Throwing both legs down, hands leaning on the bed, I close my eyes just to feel how much sleepiness can actually weigh me down. One more deep breath so I could feel ready to get off bed. I press both hands on the mattress to give a little push while spring myself up using my body core. Trudging towards the windows, I pull open one side of the curtains, which produces a rattling sound of the trolleys sliding against the hanging rack. In an instance, all I can see but a glaring white shed of light and a black shadow dashing by the windows. “A crow! You boy are earlier than me, heh?”

It is still a weekday. Is it?

The chilling floor turns warmer as long as feet are in touch with it. The distance from bed to the windows then to the bathroom feels pretty much longer in a weekday’s morning. There are obviously some chatter of the senior citizens doing morning exercises, the pounding of the basketball against the cemented floor and onto the backboard—which sometimes go down through the hoop, at other time just bounces off and hits the floor again.

Everything is just happening right there in the playground that can be seen clearly from my room windows.

But the morning heat, the series of commotion, the black bird’s figures seems coming from a far-fetched sphere of existence. Not until I turn the water heater lever to hear the rumbling of the motor inside, and feel the warm water rolling from my head to the back of my neck, then down my spines and all the way to my feet does the worldly consciousness come back to life.

Kuala Lumpur, 27 October 2019

500-word short story #1

(A personal attempt at making the raining evening a little more worthy)

“[…] And I must tell you this is not a love story.

This is the story of someone who is, innately, yearning for being loved, and yet at the same time, unabashedly –I would rather say hypocritically– denies all love that is offered to him, through his pretentious attitudes and what he proclaims “necessary rationality.”” (Unknown author)

He halts for a second, lifting his eyes to look through the glass wall of the café, after which is a neatly-trimmed row of shrubs that acts to provide certain privacy for its customers. This point of view always allows him to see passers-by with a holistic perspective, which he calls his personal vantage point, while they can only catch a glimpse of his strongly-built upper body. His well-groomed hair are what stand out, a style to which he has been loyal since he had his heart broken –well again he proclaims– “for the last time.”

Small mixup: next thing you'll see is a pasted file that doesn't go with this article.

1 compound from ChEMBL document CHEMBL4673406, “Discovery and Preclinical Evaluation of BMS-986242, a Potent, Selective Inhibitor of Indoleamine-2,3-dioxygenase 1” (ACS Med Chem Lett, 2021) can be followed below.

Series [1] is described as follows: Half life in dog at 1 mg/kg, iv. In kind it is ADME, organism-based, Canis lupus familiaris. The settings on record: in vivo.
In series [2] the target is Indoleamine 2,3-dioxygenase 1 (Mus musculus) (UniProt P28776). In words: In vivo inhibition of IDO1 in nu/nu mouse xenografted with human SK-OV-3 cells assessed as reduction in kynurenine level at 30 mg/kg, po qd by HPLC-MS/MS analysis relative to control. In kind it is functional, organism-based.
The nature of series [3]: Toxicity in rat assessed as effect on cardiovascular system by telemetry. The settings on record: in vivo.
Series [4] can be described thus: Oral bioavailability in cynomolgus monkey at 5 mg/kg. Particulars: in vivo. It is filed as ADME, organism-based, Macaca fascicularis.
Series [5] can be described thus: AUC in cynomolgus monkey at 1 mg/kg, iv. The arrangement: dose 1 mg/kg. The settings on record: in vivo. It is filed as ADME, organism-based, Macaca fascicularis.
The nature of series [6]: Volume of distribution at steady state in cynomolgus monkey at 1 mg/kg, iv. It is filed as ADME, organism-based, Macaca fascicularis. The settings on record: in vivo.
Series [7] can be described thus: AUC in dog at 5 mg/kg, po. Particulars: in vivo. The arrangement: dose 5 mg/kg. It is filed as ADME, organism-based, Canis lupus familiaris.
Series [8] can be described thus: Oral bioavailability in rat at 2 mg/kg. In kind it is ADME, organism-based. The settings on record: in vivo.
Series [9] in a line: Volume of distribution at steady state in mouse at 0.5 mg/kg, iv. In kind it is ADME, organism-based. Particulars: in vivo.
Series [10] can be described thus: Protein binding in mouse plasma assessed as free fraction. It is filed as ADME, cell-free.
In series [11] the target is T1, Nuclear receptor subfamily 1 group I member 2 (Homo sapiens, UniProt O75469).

Despite the youthfulness that shines from his complexion, his eyes –he always fails to admit that everyone else except himself can recognise without second thought– contain the sadness of the stagnant water from a no-where-to-be-found sea. “A ridiculous recognition,” he spits out half-jokingly to his friend when he tells him that, “I can see that you have read enough rubbished romance, so go and rub off those cheesy thoughts out of your mind and do something more rational, please!”

“Gruhhh, yeah, this is how I define rational to you, dickhead.” Unhesitantly his friend dashes towards him and mercilessly squeeze his head by both hands, leaving a messy pile of black hair and a pair of flaming eyes, “You are the one who needs to, well, rub off whatever fucking past thoughts and move on, my boy!” 

He throws down his shoulders defenselessly and starts to tidy up the dishevelled wisp of hair, hiding the tiny white streak underneath, while launching his ‘civilised’ counter-attack to his friend, “I forgive you since you never understand the difference between memories and remnants. And such ‘coup d’etat’ should be stopped, or else I will have to employ strict measures towards you!”

Every single time like this, his friend would do nothing but smirk and raise his chin with an even more teasing and challenging face. He knows he has been seen through by his friend.

And both know it would be easier to say than do.

A ding of the call-bell at the order counter pulls him back from the brooding thought. A couple has just entered and is waiting to order their drinks.

He has been looking out to the glass wall all the while, left hand holding the book resting on his left thigh, thumb in between the last pages. He eyes down on his right hand on the chair arm that has been forming a tight fist, opening it up to see the four red marks left by the fingernails inside his palm.

The privacy granted by the well-trimmed row of shrubs gives him the impression that passers-by could never spy on what is happening inside the café at his table. “Such another way average author and an insulting ending,” he whispers to himself. Gently shaking his body, slotting the bookmark back into the finished book, he gathers his stuff while calling out for the waitress to bring the bill. 

He has just enough time to dog-ear the ending page, half of which is blank, before dropping the book into his brown-leathered sling bag when the bill arrives.

Petaling Jaya, 7 September 2019.